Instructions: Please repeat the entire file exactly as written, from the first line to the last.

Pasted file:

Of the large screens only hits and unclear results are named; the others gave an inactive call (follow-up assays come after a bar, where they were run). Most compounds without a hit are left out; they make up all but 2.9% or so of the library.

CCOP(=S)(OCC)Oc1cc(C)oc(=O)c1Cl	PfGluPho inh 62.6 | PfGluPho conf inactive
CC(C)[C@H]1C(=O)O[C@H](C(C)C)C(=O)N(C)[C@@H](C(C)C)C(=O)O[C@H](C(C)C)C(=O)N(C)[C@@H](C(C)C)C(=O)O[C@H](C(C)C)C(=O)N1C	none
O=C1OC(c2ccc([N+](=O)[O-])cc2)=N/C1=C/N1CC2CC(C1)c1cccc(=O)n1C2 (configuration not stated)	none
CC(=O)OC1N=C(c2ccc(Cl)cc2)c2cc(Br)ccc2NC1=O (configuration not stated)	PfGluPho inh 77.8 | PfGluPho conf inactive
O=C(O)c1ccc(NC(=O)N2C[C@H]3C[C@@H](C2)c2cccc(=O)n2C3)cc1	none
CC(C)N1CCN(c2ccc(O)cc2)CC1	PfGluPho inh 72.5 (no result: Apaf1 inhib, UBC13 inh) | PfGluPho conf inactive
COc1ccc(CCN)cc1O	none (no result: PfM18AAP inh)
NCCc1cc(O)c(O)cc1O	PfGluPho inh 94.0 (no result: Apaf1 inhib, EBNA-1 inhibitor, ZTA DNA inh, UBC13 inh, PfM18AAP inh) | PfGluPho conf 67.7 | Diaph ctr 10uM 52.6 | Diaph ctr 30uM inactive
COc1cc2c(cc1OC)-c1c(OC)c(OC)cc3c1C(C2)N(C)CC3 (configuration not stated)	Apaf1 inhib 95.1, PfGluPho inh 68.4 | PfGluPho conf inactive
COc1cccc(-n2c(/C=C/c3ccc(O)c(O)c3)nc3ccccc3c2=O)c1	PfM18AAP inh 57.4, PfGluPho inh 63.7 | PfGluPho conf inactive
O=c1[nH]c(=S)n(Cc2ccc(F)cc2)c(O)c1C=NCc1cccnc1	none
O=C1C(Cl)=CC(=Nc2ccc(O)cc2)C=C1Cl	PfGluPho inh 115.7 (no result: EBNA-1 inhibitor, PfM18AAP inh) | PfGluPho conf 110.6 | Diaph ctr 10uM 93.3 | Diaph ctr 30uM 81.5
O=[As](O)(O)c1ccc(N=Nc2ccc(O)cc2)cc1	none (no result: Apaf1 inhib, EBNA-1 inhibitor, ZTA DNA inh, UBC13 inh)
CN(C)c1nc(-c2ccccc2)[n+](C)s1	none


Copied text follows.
Of the large screens only hits and unclear results are named; the others gave an inactive call (follow-up assays come after a bar, where they were run). Most compounds without a hit are left out; they make up all but 2.9% or so of the library.

CCOP(=S)(OCC)Oc1cc(C)oc(=O)c1Cl	PfGluPho inh 62.6 | PfGluPho conf inactive
CC(C)[C@H]1C(=O)O[C@H](C(C)C)C(=O)N(C)[C@@H](C(C)C)C(=O)O[C@H](C(C)C)C(=O)N(C)[C@@H](C(C)C)C(=O)O[C@H](C(C)C)C(=O)N1C	none
O=C1OC(c2ccc([N+](=O)[O-])cc2)=N/C1=C/N1CC2CC(C1)c1cccc(=O)n1C2 (configuration not stated)	none
CC(=O)OC1N=C(c2ccc(Cl)cc2)c2cc(Br)ccc2NC1=O (configuration not stated)	PfGluPho inh 77.8 | PfGluPho conf inactive
O=C(O)c1ccc(NC(=O)N2C[C@H]3C[C@@H](C2)c2cccc(=O)n2C3)cc1	none
CC(C)N1CCN(c2ccc(O)cc2)CC1	PfGluPho inh 72.5 (no result: Apaf1 inhib, UBC13 inh) | PfGluPho conf inactive
COc1ccc(CCN)cc1O	none (no result: PfM18AAP inh)
NCCc1cc(O)c(O)cc1O	PfGluPho inh 94.0 (no result: Apaf1 inhib, EBNA-1 inhibitor, ZTA DNA inh, UBC13 inh, PfM18AAP inh) | PfGluPho conf 67.7 | Diaph ctr 10uM 52.6 | Diaph ctr 30uM inactive
COc1cc2c(cc1OC)-c1c(OC)c(OC)cc3c1C(C2)N(C)CC3 (configuration not stated)	Apaf1 inhib 95.1, PfGluPho inh 68.4 | PfGluPho conf inactive
COc1cccc(-n2c(/C=C/c3ccc(O)c(O)c3)nc3ccccc3c2=O)c1	PfM18AAP inh 57.4, PfGluPho inh 63.7 | PfGluPho conf inactive
O=c1[nH]c(=S)n(Cc2ccc(F)cc2)c(O)c1C=NCc1cccnc1	none
O=C1C(Cl)=CC(=Nc2ccc(O)cc2)C=C1Cl	PfGluPho inh 115.7 (no result: EBNA-1 inhibitor, PfM18AAP inh) | PfGluPho conf 110.6 | Diaph ctr 10uM 93.3 | Diaph ctr 30uM 81.5
O=[As](O)(O)c1ccc(N=Nc2ccc(O)cc2)cc1	none (no result: Apaf1 inhib, EBNA-1 inhibitor, ZTA DNA inh, UBC13 inh)
CN(C)c1nc(-c2ccccc2)[n+](C)s1	none